As developing nations begin to slow, an emerging U.S. is again the focus of growth

In the fall of 2010, when the global economy was still battered, the rapid growth of major developing nations was a bright spot — a signal that newly dynamic countries could pull people out of poverty, quickly build a global middle class and lift the world out of recession along the way.

The miracle, it seems, is DOA.

In one of its starker revisions, the International Monetary Fund on Tuesday now says the “impulse to global growth” once again rests with the United States, while the larger developing countries face potentially permanent limits on expansion. The fund reduced its forecast for global economic growth this year to 2.9 percent, from the 3.2 percent it predicted six months ago, and said the world seemed stuck in “low gear.”

It’s a development of deep consequence. In the nations most affected by the slowdown, hundreds of millions of people are still in poverty, and at current growth rates they may well stay there. That affects nations such as the United States, whose major exporters have banked on the boom in emerging markets to keep rolling.

It also upsets some of the conventional wisdom of recent years. Once again, for example, it may be up to U.S. consumers to spend the world back to economic health.


IMF growth estimates revised.

“Is the BRICS party over? To some extent the answer is yes,” Nariman Behravesh, chief economist for the IHS consulting group, said of the informal bloc of countries, including Brazil, Russia, India, China and South Africa, that was once seen as a challenge to the United States’ economic leadership. “Markets are waking up to some of the more structural and fundamental problems in these economies.”

The drop is dramatic. Economies that as a group were forecast to be on pace to double in size in about a decade are now expected to grow at only half that rate. China is edging toward the 7 percent growth rate that policymakers consider the minimum needed to keep raising incomes in the world’s largest country. Brazil, Russia and South Africa are forecast to grow this year at rates not that much ahead of the United States. India, with the world’s largest concentration of people in extreme poverty, faces not just a growth downturn but also government budget constraints and other problems that prompted some experts to warn of a potential crisis in the making.

The United States is dealing with the government shutdown, the standoff over raising the debt ceiling and an expected shift in Federal Reserve policy, all threatening to dent the recovery. But the fund backs up the findings of other researchers who feel the United States is edging toward a more robust recovery. Households are less indebted. Shutdown notwithstanding, the impact of tax hikes and spending cuts should abate. Corporations are strong. The jump in energy production is helping reduce the country’s overall deficit with the rest of the world — a shortfall that may be on pace to disappear in coming years.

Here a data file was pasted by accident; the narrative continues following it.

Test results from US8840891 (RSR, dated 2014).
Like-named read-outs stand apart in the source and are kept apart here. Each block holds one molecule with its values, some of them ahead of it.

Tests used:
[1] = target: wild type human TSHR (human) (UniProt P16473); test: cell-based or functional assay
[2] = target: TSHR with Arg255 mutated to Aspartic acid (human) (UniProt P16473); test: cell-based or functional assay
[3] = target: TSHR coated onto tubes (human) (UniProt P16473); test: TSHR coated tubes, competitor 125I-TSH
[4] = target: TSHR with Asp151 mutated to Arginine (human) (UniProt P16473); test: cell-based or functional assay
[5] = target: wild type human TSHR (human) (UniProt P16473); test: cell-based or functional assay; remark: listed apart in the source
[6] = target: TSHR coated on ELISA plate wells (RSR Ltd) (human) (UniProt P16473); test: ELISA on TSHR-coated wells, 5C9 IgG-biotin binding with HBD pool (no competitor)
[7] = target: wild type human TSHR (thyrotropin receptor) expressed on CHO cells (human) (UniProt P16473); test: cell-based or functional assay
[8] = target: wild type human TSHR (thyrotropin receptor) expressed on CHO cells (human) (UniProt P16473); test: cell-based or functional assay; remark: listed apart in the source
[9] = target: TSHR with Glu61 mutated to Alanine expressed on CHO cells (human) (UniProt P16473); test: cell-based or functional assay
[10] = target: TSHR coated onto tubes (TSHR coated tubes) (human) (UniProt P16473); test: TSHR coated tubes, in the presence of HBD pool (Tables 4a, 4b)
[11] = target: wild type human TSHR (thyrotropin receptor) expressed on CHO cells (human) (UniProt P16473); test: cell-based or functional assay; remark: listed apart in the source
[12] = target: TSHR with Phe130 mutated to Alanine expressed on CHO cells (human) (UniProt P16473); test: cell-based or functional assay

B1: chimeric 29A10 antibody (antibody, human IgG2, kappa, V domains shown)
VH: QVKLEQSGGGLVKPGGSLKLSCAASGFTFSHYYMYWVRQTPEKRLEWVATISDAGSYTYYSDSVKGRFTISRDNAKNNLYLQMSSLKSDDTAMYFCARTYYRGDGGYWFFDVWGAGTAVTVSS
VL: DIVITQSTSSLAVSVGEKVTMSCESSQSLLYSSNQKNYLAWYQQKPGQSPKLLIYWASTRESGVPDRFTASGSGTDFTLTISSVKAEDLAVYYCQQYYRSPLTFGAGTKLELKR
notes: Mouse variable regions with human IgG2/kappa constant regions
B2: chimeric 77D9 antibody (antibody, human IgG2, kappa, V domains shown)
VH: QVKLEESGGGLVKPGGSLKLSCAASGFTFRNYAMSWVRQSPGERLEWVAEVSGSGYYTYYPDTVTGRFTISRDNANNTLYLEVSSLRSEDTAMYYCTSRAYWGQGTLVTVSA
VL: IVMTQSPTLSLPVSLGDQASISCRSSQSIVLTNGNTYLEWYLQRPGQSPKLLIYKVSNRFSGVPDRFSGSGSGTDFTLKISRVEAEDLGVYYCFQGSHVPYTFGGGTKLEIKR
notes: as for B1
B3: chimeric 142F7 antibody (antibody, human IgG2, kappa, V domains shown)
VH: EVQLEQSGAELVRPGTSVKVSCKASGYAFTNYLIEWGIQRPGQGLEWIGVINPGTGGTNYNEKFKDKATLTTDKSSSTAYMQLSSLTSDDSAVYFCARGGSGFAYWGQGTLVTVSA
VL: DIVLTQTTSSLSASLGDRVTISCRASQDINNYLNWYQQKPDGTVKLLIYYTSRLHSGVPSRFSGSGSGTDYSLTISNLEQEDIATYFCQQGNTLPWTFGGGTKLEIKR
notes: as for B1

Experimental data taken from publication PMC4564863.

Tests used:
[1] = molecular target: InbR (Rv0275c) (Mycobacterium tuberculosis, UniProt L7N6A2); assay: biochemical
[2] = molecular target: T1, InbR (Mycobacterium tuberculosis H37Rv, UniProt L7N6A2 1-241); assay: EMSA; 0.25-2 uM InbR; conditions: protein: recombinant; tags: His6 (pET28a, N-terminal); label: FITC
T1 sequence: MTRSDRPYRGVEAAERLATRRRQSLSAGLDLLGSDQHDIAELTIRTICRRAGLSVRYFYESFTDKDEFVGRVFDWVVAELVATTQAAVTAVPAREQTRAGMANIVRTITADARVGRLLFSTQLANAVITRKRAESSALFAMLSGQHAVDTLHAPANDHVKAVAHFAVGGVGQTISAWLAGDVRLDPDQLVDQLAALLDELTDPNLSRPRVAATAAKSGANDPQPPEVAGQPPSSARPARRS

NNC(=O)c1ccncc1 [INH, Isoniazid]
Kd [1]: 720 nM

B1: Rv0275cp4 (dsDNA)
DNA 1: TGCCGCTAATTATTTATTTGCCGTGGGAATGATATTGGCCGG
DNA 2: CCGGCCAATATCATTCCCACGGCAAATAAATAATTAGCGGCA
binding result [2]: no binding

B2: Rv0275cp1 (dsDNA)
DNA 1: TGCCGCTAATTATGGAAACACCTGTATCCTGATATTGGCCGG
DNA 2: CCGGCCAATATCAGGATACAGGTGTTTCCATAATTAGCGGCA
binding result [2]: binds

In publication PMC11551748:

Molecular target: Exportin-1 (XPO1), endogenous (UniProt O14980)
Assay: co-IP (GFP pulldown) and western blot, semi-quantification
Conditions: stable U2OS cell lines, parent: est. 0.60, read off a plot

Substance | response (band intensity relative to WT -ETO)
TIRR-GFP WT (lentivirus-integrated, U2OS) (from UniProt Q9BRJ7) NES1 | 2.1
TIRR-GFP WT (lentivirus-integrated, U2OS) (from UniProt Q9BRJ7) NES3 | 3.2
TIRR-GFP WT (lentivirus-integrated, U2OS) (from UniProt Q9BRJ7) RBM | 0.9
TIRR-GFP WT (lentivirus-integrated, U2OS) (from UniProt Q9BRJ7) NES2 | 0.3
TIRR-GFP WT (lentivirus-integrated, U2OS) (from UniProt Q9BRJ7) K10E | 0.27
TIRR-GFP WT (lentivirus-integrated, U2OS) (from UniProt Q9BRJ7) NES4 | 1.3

That on its own is a turning of the tables from the pre-crisis years, when some analysts viewed America’s large current account deficit and China’s large current account surplus as evidence of an unstable system. Many of those “imbalances” have narrowed.

The concern now is whether what’s happening in the Indias and Brazils of the world is permanent or cyclical.

Analysts cite temporary forces, such as a European recession that has cut into its imports from around the world. Growth was so rapid in the years before the crisis that some slowing was not only expected but also “warranted,” IMF first deputy managing director David Lipton said during a panel on Tuesday.

But there is also a sense of permanent constraints setting in. Economists speak of a “middle income trap” — in this case when a developing nation’s rising income gets stuck at a point where it can’t compete with either rich countries’ technical advances or poorer nations’ cheap labor costs.

It may be starting to bite with a vengeance. In China and Russia, “time is running out” on their economic policy approach, while India and Brazil need major changes in how they regulate businesses and trade with the rest of the world, the IMF said.

In the heyday of the BRICS, it was assumed that those nations would steadily gain on the developed world, with incomes and living standards converging toward a new and higher global norm. The last year has made it plain that “convergence is not guaranteed,” Christian Deseglise, managing director for HSBC, said at an IMF conference on emerging nations. “We are coming to a head for some important countries to tackle the headwinds in front of them.”

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